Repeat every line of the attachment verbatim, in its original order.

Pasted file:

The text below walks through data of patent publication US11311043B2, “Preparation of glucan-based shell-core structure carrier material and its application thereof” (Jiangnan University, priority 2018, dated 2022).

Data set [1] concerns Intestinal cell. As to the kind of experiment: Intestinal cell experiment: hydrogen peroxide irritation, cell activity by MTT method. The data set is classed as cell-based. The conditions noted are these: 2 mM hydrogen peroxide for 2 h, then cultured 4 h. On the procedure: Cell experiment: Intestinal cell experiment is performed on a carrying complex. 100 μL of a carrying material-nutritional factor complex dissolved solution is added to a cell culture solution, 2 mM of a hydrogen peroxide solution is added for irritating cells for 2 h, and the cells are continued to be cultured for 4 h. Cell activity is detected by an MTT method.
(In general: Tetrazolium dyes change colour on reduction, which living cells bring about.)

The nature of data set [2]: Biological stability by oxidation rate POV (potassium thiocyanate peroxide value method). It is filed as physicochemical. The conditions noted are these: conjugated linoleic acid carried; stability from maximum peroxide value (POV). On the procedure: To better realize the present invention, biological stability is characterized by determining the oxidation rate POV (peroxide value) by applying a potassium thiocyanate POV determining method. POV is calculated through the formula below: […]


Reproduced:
The text below walks through data of patent publication US11311043B2, “Preparation of glucan-based shell-core structure carrier material and its application thereof” (Jiangnan University, priority 2018, dated 2022).

Data set [1] concerns Intestinal cell. As to the kind of experiment: Intestinal cell experiment: hydrogen peroxide irritation, cell activity by MTT method. The data set is classed as cell-based. The conditions noted are these: 2 mM hydrogen peroxide for 2 h, then cultured 4 h. On the procedure: Cell experiment: Intestinal cell experiment is performed on a carrying complex. 100 μL of a carrying material-nutritional factor complex dissolved solution is added to a cell culture solution, 2 mM of a hydrogen peroxide solution is added for irritating cells for 2 h, and the cells are continued to be cultured for 4 h. Cell activity is detected by an MTT method.
(In general: Tetrazolium dyes change colour on reduction, which living cells bring about.)

The nature of data set [2]: Biological stability by oxidation rate POV (potassium thiocyanate peroxide value method). It is filed as physicochemical. The conditions noted are these: conjugated linoleic acid carried; stability from maximum peroxide value (POV). On the procedure: To better realize the present invention, biological stability is characterized by determining the oxidation rate POV (peroxide value) by applying a potassium thiocyanate POV determining method. POV is calculated through the formula below: […]